2014 Book #63: Over Sea, Under Stone

2014 Book #63: Over Sea, Under Stone

overseaunderstoneHere I am, at the end of the year, in catch-up mode AGAIN. Meh. Maybe my 2015 resolution needs to be to get my blogging act together. (Really? you ask. No, not really. My actual plan is to outlaw recreational cheese and nuts in my house. Maybe I’ll last ten minutes.) Anyway, my laziness means that this post will be short, as I have one more book to review and my grand end-of-the-year post to write. Wish me luck.

Which means that there is no way I’ll do this book justice. Over Sea, Under Stone is aimed at a younger demographic than I usually read, but I enjoyed it more than most YA novels I’ve read recently (not that I read lots of those, either). It’s kind of like the Hardy Boys discover a fantastical map and begin a huge adventure that involves King Arthur and (probably) a dragon.

Okay, that’s almost exactly what happens. Three siblings and their mostly conveniently absent parents go to visit their eccentric uncle in Cornwall. He happens to live in a huge old house, and you begin to wonder very quickly if it contains a certain wardrobe. That, it doesn’t, but there is a conveniently hidden staircase to a conveniently hidden attic which contains a conveniently hidden mysterious map for the children to discover and puzzle over. Turns out their discovery is also convenient to their uncle, who rented the house and has been looking for that very map for some time now. The children and their uncle begin a race against some sort of Dark Forces in search of the (a?) Holy Grail, which had at one point been in King Arthur’s Possession. Things happen. Mysteries. Mayhem. You get it.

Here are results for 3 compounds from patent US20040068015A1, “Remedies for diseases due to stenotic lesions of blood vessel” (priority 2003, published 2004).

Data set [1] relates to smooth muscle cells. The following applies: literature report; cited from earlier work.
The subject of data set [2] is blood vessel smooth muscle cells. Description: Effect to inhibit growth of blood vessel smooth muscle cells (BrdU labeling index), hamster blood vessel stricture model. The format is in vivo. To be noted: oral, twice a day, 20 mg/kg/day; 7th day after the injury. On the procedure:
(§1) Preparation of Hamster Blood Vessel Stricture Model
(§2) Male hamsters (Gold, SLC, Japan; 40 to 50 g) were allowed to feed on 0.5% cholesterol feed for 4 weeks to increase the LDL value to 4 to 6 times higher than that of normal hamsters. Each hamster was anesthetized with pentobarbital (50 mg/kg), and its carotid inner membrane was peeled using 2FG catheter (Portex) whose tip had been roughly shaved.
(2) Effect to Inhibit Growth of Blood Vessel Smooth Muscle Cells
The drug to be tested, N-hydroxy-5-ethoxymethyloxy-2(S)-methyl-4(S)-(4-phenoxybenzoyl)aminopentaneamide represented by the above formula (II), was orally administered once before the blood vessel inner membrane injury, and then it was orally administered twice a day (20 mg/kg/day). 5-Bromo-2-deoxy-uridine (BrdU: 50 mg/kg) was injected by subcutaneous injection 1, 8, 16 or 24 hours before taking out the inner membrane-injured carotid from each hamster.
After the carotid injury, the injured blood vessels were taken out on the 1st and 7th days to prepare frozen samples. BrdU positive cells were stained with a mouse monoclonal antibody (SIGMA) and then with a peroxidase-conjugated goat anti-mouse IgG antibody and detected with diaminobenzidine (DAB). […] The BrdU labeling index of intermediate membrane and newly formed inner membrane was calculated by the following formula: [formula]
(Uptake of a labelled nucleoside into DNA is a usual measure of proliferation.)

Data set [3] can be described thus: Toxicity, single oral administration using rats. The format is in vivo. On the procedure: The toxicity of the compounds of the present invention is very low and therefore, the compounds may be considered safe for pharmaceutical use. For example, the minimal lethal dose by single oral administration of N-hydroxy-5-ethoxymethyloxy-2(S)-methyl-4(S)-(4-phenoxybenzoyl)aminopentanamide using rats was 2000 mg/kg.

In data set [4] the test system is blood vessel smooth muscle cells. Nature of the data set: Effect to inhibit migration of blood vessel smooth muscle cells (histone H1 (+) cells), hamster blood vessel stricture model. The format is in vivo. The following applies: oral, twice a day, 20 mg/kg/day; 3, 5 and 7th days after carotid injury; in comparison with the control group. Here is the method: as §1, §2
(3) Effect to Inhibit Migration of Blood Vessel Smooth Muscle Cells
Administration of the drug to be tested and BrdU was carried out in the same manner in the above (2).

See? I made Over Sea, Under Stone sound awful! What’s funny is despite all the clichés, it’s not. I enjoyed it immensely, and I’m going to read the rest of the series soon. It’s quick and fun and exciting, even with the few eye-rolls in the process.

I wish I had discovered this book when I was ten.

Which all means that you should settle in for some light winter reading. This book is best served with a roaring fire and a footstool. And maybe some hot chocolate. Sadly, I don’t have any of those things, but I enjoyed it nonetheless.

Image credit: Sharon Langridge

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Indices, etc, coming soon!